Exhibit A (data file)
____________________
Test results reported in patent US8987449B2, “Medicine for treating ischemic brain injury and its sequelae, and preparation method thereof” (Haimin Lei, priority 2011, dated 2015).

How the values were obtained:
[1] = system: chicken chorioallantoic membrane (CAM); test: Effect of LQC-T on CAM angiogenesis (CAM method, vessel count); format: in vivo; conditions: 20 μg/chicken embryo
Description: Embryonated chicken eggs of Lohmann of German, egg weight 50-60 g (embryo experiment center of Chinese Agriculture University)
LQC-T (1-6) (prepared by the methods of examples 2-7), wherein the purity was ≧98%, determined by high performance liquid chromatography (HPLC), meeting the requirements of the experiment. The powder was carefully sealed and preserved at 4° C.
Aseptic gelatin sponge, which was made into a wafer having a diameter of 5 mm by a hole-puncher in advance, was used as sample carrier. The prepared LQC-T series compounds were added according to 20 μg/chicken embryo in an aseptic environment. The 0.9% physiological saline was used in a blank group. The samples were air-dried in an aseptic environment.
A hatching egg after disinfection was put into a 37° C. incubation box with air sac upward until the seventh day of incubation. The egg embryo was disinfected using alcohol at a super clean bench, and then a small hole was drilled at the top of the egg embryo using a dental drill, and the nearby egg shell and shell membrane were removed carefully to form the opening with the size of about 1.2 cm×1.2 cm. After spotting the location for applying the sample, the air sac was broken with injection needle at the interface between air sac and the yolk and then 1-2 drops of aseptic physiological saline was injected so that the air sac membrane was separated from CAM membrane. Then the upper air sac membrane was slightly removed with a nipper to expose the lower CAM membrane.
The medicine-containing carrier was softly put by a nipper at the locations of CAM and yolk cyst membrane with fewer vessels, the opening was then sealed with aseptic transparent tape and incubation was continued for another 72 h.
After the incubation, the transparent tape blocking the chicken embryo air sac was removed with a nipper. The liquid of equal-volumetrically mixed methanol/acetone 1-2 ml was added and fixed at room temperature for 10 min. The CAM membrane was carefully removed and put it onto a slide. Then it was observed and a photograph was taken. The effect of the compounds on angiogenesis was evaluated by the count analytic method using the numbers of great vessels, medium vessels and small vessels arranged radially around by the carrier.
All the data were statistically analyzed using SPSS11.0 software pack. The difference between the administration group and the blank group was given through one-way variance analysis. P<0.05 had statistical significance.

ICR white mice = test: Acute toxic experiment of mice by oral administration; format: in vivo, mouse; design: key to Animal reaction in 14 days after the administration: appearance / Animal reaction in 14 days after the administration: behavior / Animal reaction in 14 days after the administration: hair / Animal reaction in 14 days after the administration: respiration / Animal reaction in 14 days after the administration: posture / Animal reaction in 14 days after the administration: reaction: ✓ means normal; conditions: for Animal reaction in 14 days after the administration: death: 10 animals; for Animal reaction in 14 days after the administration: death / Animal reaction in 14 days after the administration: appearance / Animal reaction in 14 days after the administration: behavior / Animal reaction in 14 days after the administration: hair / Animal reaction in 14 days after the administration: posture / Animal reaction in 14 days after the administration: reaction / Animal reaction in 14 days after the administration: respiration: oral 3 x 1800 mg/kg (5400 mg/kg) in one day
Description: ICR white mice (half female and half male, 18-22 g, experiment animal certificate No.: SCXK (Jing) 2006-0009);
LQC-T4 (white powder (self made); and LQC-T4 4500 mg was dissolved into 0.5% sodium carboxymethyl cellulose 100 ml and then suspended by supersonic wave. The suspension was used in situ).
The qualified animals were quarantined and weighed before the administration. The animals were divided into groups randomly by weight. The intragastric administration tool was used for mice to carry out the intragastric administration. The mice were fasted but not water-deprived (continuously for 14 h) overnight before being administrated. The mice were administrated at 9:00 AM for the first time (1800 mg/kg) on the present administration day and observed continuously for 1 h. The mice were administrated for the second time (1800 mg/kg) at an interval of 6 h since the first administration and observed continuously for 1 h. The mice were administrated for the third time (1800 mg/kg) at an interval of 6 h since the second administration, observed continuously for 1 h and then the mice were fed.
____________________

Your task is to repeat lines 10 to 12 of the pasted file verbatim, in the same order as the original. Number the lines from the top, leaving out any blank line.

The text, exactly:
All the data were statistically analyzed using SPSS11.0 software pack. The difference between the administration group and the blank group was given through one-way variance analysis. P<0.05 had statistical significance.

ICR white mice = test: Acute toxic experiment of mice by oral administration; format: in vivo, mouse; design: key to Animal reaction in 14 days after the administration: appearance / Animal reaction in 14 days after the administration: behavior / Animal reaction in 14 days after the administration: hair / Animal reaction in 14 days after the administration: respiration / Animal reaction in 14 days after the administration: posture / Animal reaction in 14 days after the administration: reaction: ✓ means normal; conditions: for Animal reaction in 14 days after the administration: death: 10 animals; for Animal reaction in 14 days after the administration: death / Animal reaction in 14 days after the administration: appearance / Animal reaction in 14 days after the administration: behavior / Animal reaction in 14 days after the administration: hair / Animal reaction in 14 days after the administration: posture / Animal reaction in 14 days after the administration: reaction / Animal reaction in 14 days after the administration: respiration: oral 3 x 1800 mg/kg (5400 mg/kg) in one day
Description: ICR white mice (half female and half male, 18-22 g, experiment animal certificate No.: SCXK (Jing) 2006-0009);